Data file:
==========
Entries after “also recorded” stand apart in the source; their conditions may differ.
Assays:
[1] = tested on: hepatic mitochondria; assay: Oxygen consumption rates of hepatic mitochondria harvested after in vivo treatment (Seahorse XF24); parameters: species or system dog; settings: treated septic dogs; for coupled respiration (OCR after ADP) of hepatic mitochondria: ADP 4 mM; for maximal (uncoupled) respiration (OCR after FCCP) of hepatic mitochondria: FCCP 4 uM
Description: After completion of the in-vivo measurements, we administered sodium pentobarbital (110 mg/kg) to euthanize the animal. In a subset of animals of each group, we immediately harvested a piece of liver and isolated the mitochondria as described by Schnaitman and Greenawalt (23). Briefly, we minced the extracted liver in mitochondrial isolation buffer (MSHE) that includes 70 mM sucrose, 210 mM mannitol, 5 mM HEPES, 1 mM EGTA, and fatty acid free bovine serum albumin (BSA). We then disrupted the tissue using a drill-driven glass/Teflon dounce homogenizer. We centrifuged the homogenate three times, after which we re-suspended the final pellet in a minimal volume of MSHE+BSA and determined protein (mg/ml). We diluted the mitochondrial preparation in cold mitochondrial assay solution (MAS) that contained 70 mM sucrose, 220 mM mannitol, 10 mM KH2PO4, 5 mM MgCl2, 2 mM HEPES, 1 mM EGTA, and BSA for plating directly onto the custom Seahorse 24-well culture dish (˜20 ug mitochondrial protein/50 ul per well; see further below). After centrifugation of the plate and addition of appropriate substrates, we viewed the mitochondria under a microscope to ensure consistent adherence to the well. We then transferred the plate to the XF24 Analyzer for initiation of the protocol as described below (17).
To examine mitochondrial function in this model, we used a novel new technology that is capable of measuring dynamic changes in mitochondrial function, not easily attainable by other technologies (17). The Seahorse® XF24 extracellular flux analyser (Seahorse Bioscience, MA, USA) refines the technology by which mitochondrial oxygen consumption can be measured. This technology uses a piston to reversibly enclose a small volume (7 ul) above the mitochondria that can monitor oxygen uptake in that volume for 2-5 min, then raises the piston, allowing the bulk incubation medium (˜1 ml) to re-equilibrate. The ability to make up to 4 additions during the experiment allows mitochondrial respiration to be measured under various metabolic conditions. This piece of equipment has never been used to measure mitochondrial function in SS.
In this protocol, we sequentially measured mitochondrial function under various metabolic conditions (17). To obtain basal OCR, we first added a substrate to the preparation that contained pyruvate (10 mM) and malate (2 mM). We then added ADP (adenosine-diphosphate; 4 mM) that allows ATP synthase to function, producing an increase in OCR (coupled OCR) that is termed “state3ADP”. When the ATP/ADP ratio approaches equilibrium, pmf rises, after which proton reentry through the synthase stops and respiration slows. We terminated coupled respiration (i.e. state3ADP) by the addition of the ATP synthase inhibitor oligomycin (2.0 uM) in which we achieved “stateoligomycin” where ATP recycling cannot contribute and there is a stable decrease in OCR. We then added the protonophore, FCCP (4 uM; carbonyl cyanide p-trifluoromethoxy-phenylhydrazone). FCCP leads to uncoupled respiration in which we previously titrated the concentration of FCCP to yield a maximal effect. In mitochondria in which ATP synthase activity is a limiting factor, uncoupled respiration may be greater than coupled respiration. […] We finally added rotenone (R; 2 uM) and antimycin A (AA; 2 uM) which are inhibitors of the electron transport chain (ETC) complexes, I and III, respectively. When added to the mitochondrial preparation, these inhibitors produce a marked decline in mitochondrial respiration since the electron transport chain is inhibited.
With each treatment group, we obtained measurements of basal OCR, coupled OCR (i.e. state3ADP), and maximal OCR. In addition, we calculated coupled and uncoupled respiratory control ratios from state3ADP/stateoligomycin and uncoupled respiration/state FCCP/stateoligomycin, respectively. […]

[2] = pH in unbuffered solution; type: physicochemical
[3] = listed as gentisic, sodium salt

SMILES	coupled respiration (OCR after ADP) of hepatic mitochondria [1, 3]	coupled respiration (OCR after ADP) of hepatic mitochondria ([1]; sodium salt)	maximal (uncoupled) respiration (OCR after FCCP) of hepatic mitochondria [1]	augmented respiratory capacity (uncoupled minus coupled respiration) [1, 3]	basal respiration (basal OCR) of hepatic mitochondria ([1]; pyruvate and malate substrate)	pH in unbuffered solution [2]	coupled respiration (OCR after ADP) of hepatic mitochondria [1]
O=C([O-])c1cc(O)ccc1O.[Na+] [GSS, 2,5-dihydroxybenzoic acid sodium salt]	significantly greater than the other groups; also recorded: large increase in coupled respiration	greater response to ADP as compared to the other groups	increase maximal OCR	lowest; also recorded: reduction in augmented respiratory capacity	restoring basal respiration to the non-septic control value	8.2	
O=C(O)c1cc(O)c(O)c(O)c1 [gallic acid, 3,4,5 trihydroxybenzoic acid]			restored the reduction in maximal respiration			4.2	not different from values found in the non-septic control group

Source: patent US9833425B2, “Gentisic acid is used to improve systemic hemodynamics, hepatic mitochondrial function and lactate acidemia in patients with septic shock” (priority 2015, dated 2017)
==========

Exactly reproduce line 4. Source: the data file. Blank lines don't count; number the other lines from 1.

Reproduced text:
Description: After completion of the in-vivo measurements, we administered sodium pentobarbital (110 mg/kg) to euthanize the animal. In a subset of animals of each group, we immediately harvested a piece of liver and isolated the mitochondria as described by Schnaitman and Greenawalt (23). Briefly, we minced the extracted liver in mitochondrial isolation buffer (MSHE) that includes 70 mM sucrose, 210 mM mannitol, 5 mM HEPES, 1 mM EGTA, and fatty acid free bovine serum albumin (BSA). We then disrupted the tissue using a drill-driven glass/Teflon dounce homogenizer. We centrifuged the homogenate three times, after which we re-suspended the final pellet in a minimal volume of MSHE+BSA and determined protein (mg/ml). We diluted the mitochondrial preparation in cold mitochondrial assay solution (MAS) that contained 70 mM sucrose, 220 mM mannitol, 10 mM KH2PO4, 5 mM MgCl2, 2 mM HEPES, 1 mM EGTA, and BSA for plating directly onto the custom Seahorse 24-well culture dish (˜20 ug mitochondrial protein/50 ul per well; see further below). After centrifugation of the plate and addition of appropriate substrates, we viewed the mitochondria under a microscope to ensure consistent adherence to the well. We then transferred the plate to the XF24 Analyzer for initiation of the protocol as described below (17).